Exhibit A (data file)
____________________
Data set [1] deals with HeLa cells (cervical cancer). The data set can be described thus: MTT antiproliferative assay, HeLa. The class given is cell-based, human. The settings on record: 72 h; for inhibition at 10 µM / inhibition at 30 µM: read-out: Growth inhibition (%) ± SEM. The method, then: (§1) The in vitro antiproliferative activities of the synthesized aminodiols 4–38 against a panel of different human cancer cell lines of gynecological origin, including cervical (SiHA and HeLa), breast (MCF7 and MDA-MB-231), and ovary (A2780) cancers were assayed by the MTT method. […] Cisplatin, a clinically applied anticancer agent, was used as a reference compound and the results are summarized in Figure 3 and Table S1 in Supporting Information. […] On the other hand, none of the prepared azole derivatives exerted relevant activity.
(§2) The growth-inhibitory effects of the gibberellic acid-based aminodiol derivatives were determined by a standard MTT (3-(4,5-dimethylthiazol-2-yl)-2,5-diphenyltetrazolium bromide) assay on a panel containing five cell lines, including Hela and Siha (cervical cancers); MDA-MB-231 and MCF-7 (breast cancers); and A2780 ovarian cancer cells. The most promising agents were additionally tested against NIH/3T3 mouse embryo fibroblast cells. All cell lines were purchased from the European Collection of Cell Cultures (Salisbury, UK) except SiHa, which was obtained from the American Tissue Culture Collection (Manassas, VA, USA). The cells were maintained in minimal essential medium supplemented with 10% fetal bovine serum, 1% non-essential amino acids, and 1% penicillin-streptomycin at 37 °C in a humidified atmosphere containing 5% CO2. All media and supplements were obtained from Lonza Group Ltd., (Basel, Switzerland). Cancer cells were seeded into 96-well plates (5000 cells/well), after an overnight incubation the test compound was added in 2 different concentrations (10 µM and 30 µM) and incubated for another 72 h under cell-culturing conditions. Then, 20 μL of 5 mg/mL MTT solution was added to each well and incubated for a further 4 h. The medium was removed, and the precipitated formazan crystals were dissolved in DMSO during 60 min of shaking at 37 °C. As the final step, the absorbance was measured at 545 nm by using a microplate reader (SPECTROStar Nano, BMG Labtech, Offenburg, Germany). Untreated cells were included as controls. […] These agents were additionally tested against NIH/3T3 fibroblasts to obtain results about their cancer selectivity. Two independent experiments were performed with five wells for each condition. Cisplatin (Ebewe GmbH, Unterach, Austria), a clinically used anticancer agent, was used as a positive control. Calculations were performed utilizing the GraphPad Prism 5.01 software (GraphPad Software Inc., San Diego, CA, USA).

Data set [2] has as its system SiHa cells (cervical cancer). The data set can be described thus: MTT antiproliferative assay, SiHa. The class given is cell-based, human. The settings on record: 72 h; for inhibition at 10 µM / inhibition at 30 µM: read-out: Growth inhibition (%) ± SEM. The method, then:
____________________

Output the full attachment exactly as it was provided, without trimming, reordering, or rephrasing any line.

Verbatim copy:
Data set [1] deals with HeLa cells (cervical cancer). The data set can be described thus: MTT antiproliferative assay, HeLa. The class given is cell-based, human. The settings on record: 72 h; for inhibition at 10 µM / inhibition at 30 µM: read-out: Growth inhibition (%) ± SEM. The method, then: (§1) The in vitro antiproliferative activities of the synthesized aminodiols 4–38 against a panel of different human cancer cell lines of gynecological origin, including cervical (SiHA and HeLa), breast (MCF7 and MDA-MB-231), and ovary (A2780) cancers were assayed by the MTT method. […] Cisplatin, a clinically applied anticancer agent, was used as a reference compound and the results are summarized in Figure 3 and Table S1 in Supporting Information. […] On the other hand, none of the prepared azole derivatives exerted relevant activity.
(§2) The growth-inhibitory effects of the gibberellic acid-based aminodiol derivatives were determined by a standard MTT (3-(4,5-dimethylthiazol-2-yl)-2,5-diphenyltetrazolium bromide) assay on a panel containing five cell lines, including Hela and Siha (cervical cancers); MDA-MB-231 and MCF-7 (breast cancers); and A2780 ovarian cancer cells. The most promising agents were additionally tested against NIH/3T3 mouse embryo fibroblast cells. All cell lines were purchased from the European Collection of Cell Cultures (Salisbury, UK) except SiHa, which was obtained from the American Tissue Culture Collection (Manassas, VA, USA). The cells were maintained in minimal essential medium supplemented with 10% fetal bovine serum, 1% non-essential amino acids, and 1% penicillin-streptomycin at 37 °C in a humidified atmosphere containing 5% CO2. All media and supplements were obtained from Lonza Group Ltd., (Basel, Switzerland). Cancer cells were seeded into 96-well plates (5000 cells/well), after an overnight incubation the test compound was added in 2 different concentrations (10 µM and 30 µM) and incubated for another 72 h under cell-culturing conditions. Then, 20 μL of 5 mg/mL MTT solution was added to each well and incubated for a further 4 h. The medium was removed, and the precipitated formazan crystals were dissolved in DMSO during 60 min of shaking at 37 °C. As the final step, the absorbance was measured at 545 nm by using a microplate reader (SPECTROStar Nano, BMG Labtech, Offenburg, Germany). Untreated cells were included as controls. […] These agents were additionally tested against NIH/3T3 fibroblasts to obtain results about their cancer selectivity. Two independent experiments were performed with five wells for each condition. Cisplatin (Ebewe GmbH, Unterach, Austria), a clinically used anticancer agent, was used as a positive control. Calculations were performed utilizing the GraphPad Prism 5.01 software (GraphPad Software Inc., San Diego, CA, USA).

Data set [2] has as its system SiHa cells (cervical cancer). The data set can be described thus: MTT antiproliferative assay, SiHa. The class given is cell-based, human. The settings on record: 72 h; for inhibition at 10 µM / inhibition at 30 µM: read-out: Growth inhibition (%) ± SEM. The method, then: